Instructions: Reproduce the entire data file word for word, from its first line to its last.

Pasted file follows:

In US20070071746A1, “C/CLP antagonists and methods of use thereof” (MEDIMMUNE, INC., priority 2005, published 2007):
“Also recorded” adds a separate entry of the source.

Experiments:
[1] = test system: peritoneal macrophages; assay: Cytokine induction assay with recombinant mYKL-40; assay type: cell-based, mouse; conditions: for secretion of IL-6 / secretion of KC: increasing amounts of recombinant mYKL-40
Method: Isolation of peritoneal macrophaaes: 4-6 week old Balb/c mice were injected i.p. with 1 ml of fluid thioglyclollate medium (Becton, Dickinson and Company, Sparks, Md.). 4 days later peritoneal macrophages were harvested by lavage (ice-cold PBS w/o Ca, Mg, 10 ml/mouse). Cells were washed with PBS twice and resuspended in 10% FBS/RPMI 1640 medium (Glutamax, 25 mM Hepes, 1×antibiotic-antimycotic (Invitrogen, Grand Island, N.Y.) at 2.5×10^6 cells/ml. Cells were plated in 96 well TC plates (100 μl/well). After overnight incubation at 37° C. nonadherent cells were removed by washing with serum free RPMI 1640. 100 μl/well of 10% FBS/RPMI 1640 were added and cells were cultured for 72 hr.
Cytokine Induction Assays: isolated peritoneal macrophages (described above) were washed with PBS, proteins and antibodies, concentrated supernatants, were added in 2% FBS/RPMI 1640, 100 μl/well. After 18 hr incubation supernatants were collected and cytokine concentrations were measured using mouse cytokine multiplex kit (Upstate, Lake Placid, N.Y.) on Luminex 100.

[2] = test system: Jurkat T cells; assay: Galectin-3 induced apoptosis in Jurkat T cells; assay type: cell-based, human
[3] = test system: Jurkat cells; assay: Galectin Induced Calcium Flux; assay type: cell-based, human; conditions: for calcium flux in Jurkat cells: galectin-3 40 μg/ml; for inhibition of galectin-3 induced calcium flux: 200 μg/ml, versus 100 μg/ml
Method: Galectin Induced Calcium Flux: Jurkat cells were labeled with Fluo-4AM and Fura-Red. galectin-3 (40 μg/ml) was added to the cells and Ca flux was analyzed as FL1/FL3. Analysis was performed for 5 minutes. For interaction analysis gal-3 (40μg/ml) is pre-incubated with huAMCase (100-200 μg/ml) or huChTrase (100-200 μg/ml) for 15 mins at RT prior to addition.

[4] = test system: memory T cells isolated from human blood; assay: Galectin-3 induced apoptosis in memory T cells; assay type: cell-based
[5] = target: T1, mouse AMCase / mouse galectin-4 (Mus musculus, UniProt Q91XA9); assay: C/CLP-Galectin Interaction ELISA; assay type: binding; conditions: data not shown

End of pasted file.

In US20070071746A1, “C/CLP antagonists and methods of use thereof” (MEDIMMUNE, INC., priority 2005, published 2007):
“Also recorded” adds a separate entry of the source.

Experiments:
[1] = test system: peritoneal macrophages; assay: Cytokine induction assay with recombinant mYKL-40; assay type: cell-based, mouse; conditions: for secretion of IL-6 / secretion of KC: increasing amounts of recombinant mYKL-40
Method: Isolation of peritoneal macrophaaes: 4-6 week old Balb/c mice were injected i.p. with 1 ml of fluid thioglyclollate medium (Becton, Dickinson and Company, Sparks, Md.). 4 days later peritoneal macrophages were harvested by lavage (ice-cold PBS w/o Ca, Mg, 10 ml/mouse). Cells were washed with PBS twice and resuspended in 10% FBS/RPMI 1640 medium (Glutamax, 25 mM Hepes, 1×antibiotic-antimycotic (Invitrogen, Grand Island, N.Y.) at 2.5×10^6 cells/ml. Cells were plated in 96 well TC plates (100 μl/well). After overnight incubation at 37° C. nonadherent cells were removed by washing with serum free RPMI 1640. 100 μl/well of 10% FBS/RPMI 1640 were added and cells were cultured for 72 hr.
Cytokine Induction Assays: isolated peritoneal macrophages (described above) were washed with PBS, proteins and antibodies, concentrated supernatants, were added in 2% FBS/RPMI 1640, 100 μl/well. After 18 hr incubation supernatants were collected and cytokine concentrations were measured using mouse cytokine multiplex kit (Upstate, Lake Placid, N.Y.) on Luminex 100.

[2] = test system: Jurkat T cells; assay: Galectin-3 induced apoptosis in Jurkat T cells; assay type: cell-based, human
[3] = test system: Jurkat cells; assay: Galectin Induced Calcium Flux; assay type: cell-based, human; conditions: for calcium flux in Jurkat cells: galectin-3 40 μg/ml; for inhibition of galectin-3 induced calcium flux: 200 μg/ml, versus 100 μg/ml
Method: Galectin Induced Calcium Flux: Jurkat cells were labeled with Fluo-4AM and Fura-Red. galectin-3 (40 μg/ml) was added to the cells and Ca flux was analyzed as FL1/FL3. Analysis was performed for 5 minutes. For interaction analysis gal-3 (40μg/ml) is pre-incubated with huAMCase (100-200 μg/ml) or huChTrase (100-200 μg/ml) for 15 mins at RT prior to addition.

[4] = test system: memory T cells isolated from human blood; assay: Galectin-3 induced apoptosis in memory T cells; assay type: cell-based
[5] = target: T1, mouse AMCase / mouse galectin-4 (Mus musculus, UniProt Q91XA9); assay: C/CLP-Galectin Interaction ELISA; assay type: binding; conditions: data not shown